Topic: Russia/mass media in Russia

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🔗 Lenin was a mushroom

🔗 Soviet Union 🔗 Russia 🔗 Russia/mass media in Russia 🔗 Television 🔗 Russia/history of Russia

Lenin was a mushroom (Russian: Ленин — гриб) was a highly influential televised hoax by Soviet musician Sergey Kuryokhin and reporter Sergey Sholokhov. It was first broadcast on 17 May 1991 on Leningrad Television.

The hoax took the form of an interview on the television program Pyatoe Koleso (The Fifth Wheel). In the interview, Kuryokhin, impersonating a historian, narrated his findings that Vladimir Lenin consumed large quantities of psychedelic mushrooms and eventually became a mushroom himself. Kuryokhin arrived at his conclusion through a long series of logical fallacies and appeals to the authority of various "sources" (such as Carlos Castaneda, the Massachusetts Institute of Technology, and Konstantin Tsiolkovsky), creating the illusion of a reasoned and plausible logical chain.

The timing of the hoax played a large role in its success, coming as it did during the Glasnost period when the ebbing of censorship in the Soviet Union led to many revelations about the country's history, often presented in sensational form. Furthermore, Soviet television had, up to that point, been regarded by its audience as conservative in style and content. As a result, a large number of Soviet citizens (one estimate puts the number at 11,250,000 audience members) took the deadpan "interview" at face value, in spite of the absurd claims presented.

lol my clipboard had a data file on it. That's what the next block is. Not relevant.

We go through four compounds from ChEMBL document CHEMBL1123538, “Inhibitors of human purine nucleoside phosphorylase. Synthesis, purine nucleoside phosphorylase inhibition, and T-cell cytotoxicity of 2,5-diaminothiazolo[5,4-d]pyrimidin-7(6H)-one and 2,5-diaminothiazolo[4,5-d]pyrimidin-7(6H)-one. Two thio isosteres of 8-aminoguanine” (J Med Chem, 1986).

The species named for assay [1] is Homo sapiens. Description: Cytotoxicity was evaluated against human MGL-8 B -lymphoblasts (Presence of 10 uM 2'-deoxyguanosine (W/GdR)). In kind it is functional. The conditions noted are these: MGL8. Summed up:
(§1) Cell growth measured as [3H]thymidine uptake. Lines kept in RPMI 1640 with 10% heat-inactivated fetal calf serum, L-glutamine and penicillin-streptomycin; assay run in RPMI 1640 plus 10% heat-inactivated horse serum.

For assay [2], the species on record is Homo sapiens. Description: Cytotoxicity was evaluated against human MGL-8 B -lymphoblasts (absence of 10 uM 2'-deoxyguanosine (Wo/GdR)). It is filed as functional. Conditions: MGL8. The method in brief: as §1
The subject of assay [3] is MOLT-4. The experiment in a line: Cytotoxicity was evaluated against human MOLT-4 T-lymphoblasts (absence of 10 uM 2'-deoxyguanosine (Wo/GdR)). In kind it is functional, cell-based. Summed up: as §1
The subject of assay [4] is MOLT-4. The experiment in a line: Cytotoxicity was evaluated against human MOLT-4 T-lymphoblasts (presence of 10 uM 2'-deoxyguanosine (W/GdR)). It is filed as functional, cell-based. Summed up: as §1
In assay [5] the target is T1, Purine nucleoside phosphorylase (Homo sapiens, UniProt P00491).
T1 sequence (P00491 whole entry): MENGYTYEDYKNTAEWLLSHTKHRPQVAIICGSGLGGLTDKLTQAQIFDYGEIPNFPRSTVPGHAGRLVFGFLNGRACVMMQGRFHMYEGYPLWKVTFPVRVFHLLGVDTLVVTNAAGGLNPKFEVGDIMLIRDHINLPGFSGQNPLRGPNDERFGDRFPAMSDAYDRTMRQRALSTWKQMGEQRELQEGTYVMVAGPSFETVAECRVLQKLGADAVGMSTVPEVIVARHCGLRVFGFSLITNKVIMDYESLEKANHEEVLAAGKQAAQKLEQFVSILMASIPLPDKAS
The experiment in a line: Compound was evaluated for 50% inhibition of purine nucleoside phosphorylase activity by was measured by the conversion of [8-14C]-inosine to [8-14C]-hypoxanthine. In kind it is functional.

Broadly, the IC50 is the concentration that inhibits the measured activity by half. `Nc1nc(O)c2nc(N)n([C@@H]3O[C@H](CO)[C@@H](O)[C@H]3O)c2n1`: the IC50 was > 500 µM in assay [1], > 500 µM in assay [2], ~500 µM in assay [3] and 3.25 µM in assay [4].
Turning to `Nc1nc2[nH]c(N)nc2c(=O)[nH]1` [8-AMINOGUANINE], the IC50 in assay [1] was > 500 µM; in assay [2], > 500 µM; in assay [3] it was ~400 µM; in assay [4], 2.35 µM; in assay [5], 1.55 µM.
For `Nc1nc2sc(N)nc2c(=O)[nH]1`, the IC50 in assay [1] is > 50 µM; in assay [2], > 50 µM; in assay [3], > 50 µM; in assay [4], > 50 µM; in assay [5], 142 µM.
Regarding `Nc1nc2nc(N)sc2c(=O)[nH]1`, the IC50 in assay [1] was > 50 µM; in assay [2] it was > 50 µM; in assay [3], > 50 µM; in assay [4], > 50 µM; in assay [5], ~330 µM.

Sholokhov has said that perhaps the most notable result of the show was an appeal by a group of party members to the Leningrad Regional Committee of the CPSU to clarify the veracity of Kuryokhin's claim. According to Sholokhov, in response to the request one of the top regional functionaries stated that "Lenin could not have been a mushroom" because "a mammal cannot be a plant." Modern taxonomy classifies mushrooms as fungi, a separate kingdom from plants.

The incident has served as a watershed moment in Soviet (and Russian) culture and has often been used as proof of the gullibility of the masses.

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🔗 .su

🔗 Internet 🔗 Soviet Union 🔗 Russia 🔗 History 🔗 Computing 🔗 Russia/technology and engineering in Russia 🔗 Russia/mass media in Russia

.su was assigned as the country code top-level domain (ccTLD) for the Soviet Union (USSR) on 19 September 1990. Even though the Soviet Union itself was dissolved a mere 15 months later, the .su top-level domain remains in use today. It is administered by the Russian Institute for Public Networks (RIPN, or RosNIIROS in Russian transcription).

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  • ".su" | 2019-09-18 | 353 Upvotes 226 Comments

🔗 The Buzzer

🔗 Russia 🔗 Russia/technology and engineering in Russia 🔗 Russia/mass media in Russia 🔗 Military history 🔗 Military history/Military science, technology, and theory 🔗 Military history/Intelligence 🔗 Military history/Russian, Soviet and CIS military history 🔗 Radio Stations